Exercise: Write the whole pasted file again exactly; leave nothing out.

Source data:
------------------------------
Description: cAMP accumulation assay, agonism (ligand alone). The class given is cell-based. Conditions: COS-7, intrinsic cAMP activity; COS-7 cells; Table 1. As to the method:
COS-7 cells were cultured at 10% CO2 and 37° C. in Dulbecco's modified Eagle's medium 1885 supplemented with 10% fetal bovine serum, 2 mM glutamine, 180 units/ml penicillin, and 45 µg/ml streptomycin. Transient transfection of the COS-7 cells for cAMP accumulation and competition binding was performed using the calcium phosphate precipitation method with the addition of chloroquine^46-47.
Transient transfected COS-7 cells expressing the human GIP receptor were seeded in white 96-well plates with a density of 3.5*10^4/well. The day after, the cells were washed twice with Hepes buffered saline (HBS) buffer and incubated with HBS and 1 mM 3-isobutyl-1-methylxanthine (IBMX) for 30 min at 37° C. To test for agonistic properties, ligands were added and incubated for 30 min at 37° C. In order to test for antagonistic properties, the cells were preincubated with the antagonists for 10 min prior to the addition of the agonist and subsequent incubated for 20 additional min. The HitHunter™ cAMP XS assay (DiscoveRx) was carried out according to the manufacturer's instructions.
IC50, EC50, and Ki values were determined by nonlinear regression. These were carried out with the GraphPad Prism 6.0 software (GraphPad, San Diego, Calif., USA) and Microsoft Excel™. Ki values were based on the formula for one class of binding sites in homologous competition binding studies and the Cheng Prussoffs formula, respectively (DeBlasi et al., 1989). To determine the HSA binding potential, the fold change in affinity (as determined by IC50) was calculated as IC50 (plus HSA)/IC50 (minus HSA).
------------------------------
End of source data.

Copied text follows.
Description: cAMP accumulation assay, agonism (ligand alone). The class given is cell-based. Conditions: COS-7, intrinsic cAMP activity; COS-7 cells; Table 1. As to the method:
COS-7 cells were cultured at 10% CO2 and 37° C. in Dulbecco's modified Eagle's medium 1885 supplemented with 10% fetal bovine serum, 2 mM glutamine, 180 units/ml penicillin, and 45 µg/ml streptomycin. Transient transfection of the COS-7 cells for cAMP accumulation and competition binding was performed using the calcium phosphate precipitation method with the addition of chloroquine^46-47.
Transient transfected COS-7 cells expressing the human GIP receptor were seeded in white 96-well plates with a density of 3.5*10^4/well. The day after, the cells were washed twice with Hepes buffered saline (HBS) buffer and incubated with HBS and 1 mM 3-isobutyl-1-methylxanthine (IBMX) for 30 min at 37° C. To test for agonistic properties, ligands were added and incubated for 30 min at 37° C. In order to test for antagonistic properties, the cells were preincubated with the antagonists for 10 min prior to the addition of the agonist and subsequent incubated for 20 additional min. The HitHunter™ cAMP XS assay (DiscoveRx) was carried out according to the manufacturer's instructions.
IC50, EC50, and Ki values were determined by nonlinear regression. These were carried out with the GraphPad Prism 6.0 software (GraphPad, San Diego, Calif., USA) and Microsoft Excel™. Ki values were based on the formula for one class of binding sites in homologous competition binding studies and the Cheng Prussoffs formula, respectively (DeBlasi et al., 1989). To determine the HSA binding potential, the fold change in affinity (as determined by IC50) was calculated as IC50 (plus HSA)/IC50 (minus HSA).